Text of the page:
Birth Control and Baby Planning – There’s an app for both

Natural Cycles is a natural fertility tracking app and the first and only digital contraception app to receive regulatory approval (certified in Europe and FDA-cleared in the US). It’s disrupting big pharma birth control by replacing “the pill” and has raised $38.5M in venture capital so far.

Global fertility is a $25B industry[1] and the market for contraception is valued at $17B/year with the pill valued at $6B/year[2]. Yet, big pharmaceutical companies have largely de-emphasized innovation in this area. The rise of digital health innovation in combination with women’s empowerment movements has paved the way for the emergence of femtech in recent years, poised to become a $50B market by 2025[3].

The Winner: Natural Cycles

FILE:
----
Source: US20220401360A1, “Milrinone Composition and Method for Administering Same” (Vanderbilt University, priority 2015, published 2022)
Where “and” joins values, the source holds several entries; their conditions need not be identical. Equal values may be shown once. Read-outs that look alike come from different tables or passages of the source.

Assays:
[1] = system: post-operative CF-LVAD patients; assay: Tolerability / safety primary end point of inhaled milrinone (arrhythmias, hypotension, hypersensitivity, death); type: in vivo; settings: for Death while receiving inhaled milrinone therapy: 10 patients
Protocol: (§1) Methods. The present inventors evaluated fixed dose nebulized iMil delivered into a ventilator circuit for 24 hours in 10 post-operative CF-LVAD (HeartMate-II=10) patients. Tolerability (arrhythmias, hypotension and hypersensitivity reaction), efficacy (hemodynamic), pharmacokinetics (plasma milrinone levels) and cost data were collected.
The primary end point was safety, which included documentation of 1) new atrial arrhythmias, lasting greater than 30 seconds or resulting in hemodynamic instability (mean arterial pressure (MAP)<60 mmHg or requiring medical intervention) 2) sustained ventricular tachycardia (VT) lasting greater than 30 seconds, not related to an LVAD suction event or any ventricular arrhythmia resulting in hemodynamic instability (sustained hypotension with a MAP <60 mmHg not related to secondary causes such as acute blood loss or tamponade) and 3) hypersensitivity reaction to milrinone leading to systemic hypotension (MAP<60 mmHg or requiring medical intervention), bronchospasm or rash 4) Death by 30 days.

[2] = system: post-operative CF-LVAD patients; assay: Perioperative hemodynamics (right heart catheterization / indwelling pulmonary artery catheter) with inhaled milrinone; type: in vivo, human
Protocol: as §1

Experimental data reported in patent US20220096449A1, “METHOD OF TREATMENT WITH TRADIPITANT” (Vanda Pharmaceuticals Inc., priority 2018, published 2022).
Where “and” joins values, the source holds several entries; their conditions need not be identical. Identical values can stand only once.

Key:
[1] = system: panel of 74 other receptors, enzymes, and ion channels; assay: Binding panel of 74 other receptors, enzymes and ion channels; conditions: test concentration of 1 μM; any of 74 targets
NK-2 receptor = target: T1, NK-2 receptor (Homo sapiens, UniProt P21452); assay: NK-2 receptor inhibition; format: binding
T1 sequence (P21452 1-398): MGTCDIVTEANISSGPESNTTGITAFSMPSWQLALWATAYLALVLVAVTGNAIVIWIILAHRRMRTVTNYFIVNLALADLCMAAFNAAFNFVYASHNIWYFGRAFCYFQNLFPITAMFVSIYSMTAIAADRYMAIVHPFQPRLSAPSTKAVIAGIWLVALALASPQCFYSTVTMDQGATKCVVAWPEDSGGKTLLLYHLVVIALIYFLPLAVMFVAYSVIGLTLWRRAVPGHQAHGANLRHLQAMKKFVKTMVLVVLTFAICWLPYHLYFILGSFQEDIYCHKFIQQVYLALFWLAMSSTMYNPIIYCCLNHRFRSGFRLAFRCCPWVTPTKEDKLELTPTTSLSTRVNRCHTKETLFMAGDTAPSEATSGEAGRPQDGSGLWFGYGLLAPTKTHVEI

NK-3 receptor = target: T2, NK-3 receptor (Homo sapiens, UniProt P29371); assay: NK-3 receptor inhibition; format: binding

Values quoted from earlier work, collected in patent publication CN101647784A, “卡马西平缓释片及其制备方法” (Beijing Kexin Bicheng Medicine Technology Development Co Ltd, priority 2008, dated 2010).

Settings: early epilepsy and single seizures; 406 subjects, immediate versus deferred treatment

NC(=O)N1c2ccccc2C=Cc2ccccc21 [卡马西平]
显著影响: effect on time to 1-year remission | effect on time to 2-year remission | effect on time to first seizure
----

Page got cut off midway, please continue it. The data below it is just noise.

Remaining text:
Founded in 2014, Natural Cycles was created because there was a large unmet need of women looking for a natural and effective method of contraception[4]. Fertility awareness methods are not new and other apps exist (including Apple’s new Cycle Tracking app[5]), but Natural Cycles stands out because it uses a basal thermometer and an app with an algorithm to learn the user’s unique cycle in order to predict her fertility window.

How to use Natural Cycles (Source: Natural Cycles Instagram)

Natural Cycles creates value for its consumers in a variety of ways:

  1. No side-effects: Traditional hormone-based contraceptives come with potential undesirable side effects, as well as increased risk of blood clots[6].